Not everyone gets to call God daddy.  Not everyone has that type of intimate relationship with God.  And this is a fundamental difference between Christianity and other religions.  Islam teaches that God is simply a judge who looks at your good deeds verses your bad deeds, and if your good deeds outnumber your bad deeds you go to heaven- if your bad outnumber your good, you go to hell.  Other religious see God as nebulous power or an uninvolved, distant parent.  The Bible teaches about an Abba, daddy that is intimately involved in our lives and desires to dwell among us.  If you are saved, you have more than just a Father, but a Daddy.
And because you have more than just a Father, but a Daddy, you also more than just a Savior in Jesus, but a Big Brother. 
“The Spirit himself bears witness with our spirit that we are children of God, and if children, then heirs—heirs of God and fellow heirs with Christ, provided we suffer with him in order that we may also be glorified with him.”  (Romans 8:16-17 ESV)
Hebrews 2:11 tells us that because of what Jesus has done for us, He’s not ashamed to call us His brothers.  We have been so fully accepted into God’s family, that we are called “heirs with Christ.”  That makes us His younger brothers.  When you look across all of Scripture, Jesus is often compared with other people who don’t quite live up to the mark.  One of the places we see that most clearly is in the story of Cain and Able.  Cain, the older brother becomes jealous and kills his younger brother.  When confronted by God, he asks God, “Am I my brother’s keeper?”  Jesus is the older brother Able should have had – He says “yes, I am my brother’s keeper” and sets out to rescue us from Satan, sin, and death.  Instead of taking life, He gives it.  At every point of failure recorded in Scripture where man screws something up, Jesus got it right. 
But it also means that we will suffer with Him.  Sharing the sufferings of Christ leads to sharing his glory.[2]  When we read this passage it’s easy to sort of just slide over that last phrase, “provided we suffer with him in order that we may also be glorified with him.” Jesus said John 15:18, “If the world hates you, know that it has hated me before it hated you.”  He also said, “A disciple is not above his teacher, nor a servant above his master” in Matthew 10:24. 
Listen folks, we serve a tortured, crucified Lord who died penniless and abandoned by His followers.  The God of all creation was spat on, beaten, abused, ridiculed, pierced for our iniquities, crushed for our sins.  He was mocked, despised, and cursed.  Why should we expect to be treated better than the God of all creation? 
Today, there is an obsession among a lot of Christians with being liked, with being cool.  You see megachurches with pastors who brag about learning to preach from Chris Rock.  Who play AC/DC’s “Highway to Hell” as their opening song on Easter.  Who compromise on the truths of the Bible for the sake of being accepted, for being cool.  Acceptance by society has become a god; it’s become an idol.  Too many Christians worry more about being accepted by a pagan, godless society than being accepted by holy and righteous God.  We have to ask ourselves which is more important?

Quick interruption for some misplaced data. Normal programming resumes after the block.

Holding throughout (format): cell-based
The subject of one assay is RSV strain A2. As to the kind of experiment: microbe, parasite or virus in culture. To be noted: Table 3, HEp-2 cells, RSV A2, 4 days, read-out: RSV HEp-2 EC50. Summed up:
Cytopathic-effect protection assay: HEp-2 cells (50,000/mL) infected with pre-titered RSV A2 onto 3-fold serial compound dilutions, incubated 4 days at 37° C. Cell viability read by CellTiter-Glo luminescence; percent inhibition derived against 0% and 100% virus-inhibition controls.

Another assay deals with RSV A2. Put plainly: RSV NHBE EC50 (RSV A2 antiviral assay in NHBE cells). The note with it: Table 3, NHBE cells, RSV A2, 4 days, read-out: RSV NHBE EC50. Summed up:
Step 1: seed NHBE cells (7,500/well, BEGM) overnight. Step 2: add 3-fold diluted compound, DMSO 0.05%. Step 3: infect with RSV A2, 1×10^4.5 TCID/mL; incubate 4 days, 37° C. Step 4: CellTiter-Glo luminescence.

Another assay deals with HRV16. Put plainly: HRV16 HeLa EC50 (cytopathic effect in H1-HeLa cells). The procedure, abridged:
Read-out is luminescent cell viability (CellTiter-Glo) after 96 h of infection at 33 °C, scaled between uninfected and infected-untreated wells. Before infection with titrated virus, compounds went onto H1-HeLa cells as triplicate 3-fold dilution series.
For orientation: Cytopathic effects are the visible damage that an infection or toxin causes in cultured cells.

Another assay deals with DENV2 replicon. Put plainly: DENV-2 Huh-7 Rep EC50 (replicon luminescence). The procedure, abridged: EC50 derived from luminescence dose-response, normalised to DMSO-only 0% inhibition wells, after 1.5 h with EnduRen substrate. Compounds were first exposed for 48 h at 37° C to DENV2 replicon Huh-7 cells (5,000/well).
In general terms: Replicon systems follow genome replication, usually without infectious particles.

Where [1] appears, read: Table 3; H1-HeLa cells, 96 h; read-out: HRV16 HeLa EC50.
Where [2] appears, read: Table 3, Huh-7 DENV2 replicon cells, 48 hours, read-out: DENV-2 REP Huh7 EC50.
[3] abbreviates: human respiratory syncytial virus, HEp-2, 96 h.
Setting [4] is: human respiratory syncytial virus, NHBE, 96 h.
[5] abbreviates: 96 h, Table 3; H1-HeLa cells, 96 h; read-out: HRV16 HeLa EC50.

If you have been adopted into the family of God, if the Father has made you a son and a co-heir with Christ, then you don’t belong to this world.  And this world will hate you because of that.  The world in general hates those that don’t play by their rules.  The very nature of the Christian walk is against the rules. 
            Do you realize that in the majority of the world today, Christians are being persecuted and executed for their faith in Christ?  In Iran, there sits a pastor who is awaiting execution for converting to Christianity.  In Egypt, Christian churches are being burned on a regular basis.  Just across the border in Canada, pastors are arrested if they say the phrase, “The Bible says that homosexuality is a sin.”  In Africa, in the Sudan, what most people don’t realize is that conflict is about genocide against Christians.  In North Korea, Christians are thrown in Nazi-style concentration camps.  And it doesn’t take long for political winds to change to start seeing it our own country. 
            But we are adopted in the family of God.  And Paul goes on in the book of Romans:
            “Who shall separate us from the love of Christ? Shall tribulation, or distress, or persecution, or famine, or nakedness, or danger, or sword? As it is written,  “For your sake we are being killed all the day long; we are regarded as sheep to be slaughtered.”                         No, in all these things we are more than conquerors through him who loved us. For I am sure that neither death nor life, nor angels nor rulers, nor things present nor things to come, nor powers, nor height nor depth, nor anything else in all creation, will be able to separate us from the love of God in Christ Jesus our Lord.”  (Romans 8:35-39 ESV)
            That is what it means to be adopted by the Father.  It means nothing can separate you from His love, nothing can separate you from His protection, nothing can separate you from His salvation.  We may be persecuted, we may be tormented, we may ridiculed or mocked of slandered, we may even die horrible deaths, but we are never out of God’s hands, if we are saved by the blood of Jesus Christ. 
            These are words of great encouragement, but they’re not words that everyone can claim as their own.  These verses are statements of fact, but the facts don’t apply to everyone.  Not everybody is saved.  Not everybody can claim the Father as Abba, daddy.